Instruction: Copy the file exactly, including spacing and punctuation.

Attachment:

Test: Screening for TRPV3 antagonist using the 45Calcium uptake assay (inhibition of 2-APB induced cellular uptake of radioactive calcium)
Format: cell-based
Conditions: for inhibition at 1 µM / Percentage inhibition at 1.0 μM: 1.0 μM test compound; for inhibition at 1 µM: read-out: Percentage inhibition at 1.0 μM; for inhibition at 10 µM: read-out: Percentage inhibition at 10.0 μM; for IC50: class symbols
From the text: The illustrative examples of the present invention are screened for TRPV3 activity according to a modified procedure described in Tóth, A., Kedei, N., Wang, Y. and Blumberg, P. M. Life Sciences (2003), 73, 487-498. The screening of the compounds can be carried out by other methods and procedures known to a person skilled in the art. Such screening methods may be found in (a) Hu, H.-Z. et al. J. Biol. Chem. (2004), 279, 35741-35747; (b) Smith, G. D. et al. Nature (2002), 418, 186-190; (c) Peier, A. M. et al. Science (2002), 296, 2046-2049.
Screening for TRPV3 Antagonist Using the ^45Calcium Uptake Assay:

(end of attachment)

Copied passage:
Test: Screening for TRPV3 antagonist using the 45Calcium uptake assay (inhibition of 2-APB induced cellular uptake of radioactive calcium)
Format: cell-based
Conditions: for inhibition at 1 µM / Percentage inhibition at 1.0 μM: 1.0 μM test compound; for inhibition at 1 µM: read-out: Percentage inhibition at 1.0 μM; for inhibition at 10 µM: read-out: Percentage inhibition at 10.0 μM; for IC50: class symbols
From the text: The illustrative examples of the present invention are screened for TRPV3 activity according to a modified procedure described in Tóth, A., Kedei, N., Wang, Y. and Blumberg, P. M. Life Sciences (2003), 73, 487-498. The screening of the compounds can be carried out by other methods and procedures known to a person skilled in the art. Such screening methods may be found in (a) Hu, H.-Z. et al. J. Biol. Chem. (2004), 279, 35741-35747; (b) Smith, G. D. et al. Nature (2002), 418, 186-190; (c) Peier, A. M. et al. Science (2002), 296, 2046-2049.
Screening for TRPV3 Antagonist Using the ^45Calcium Uptake Assay: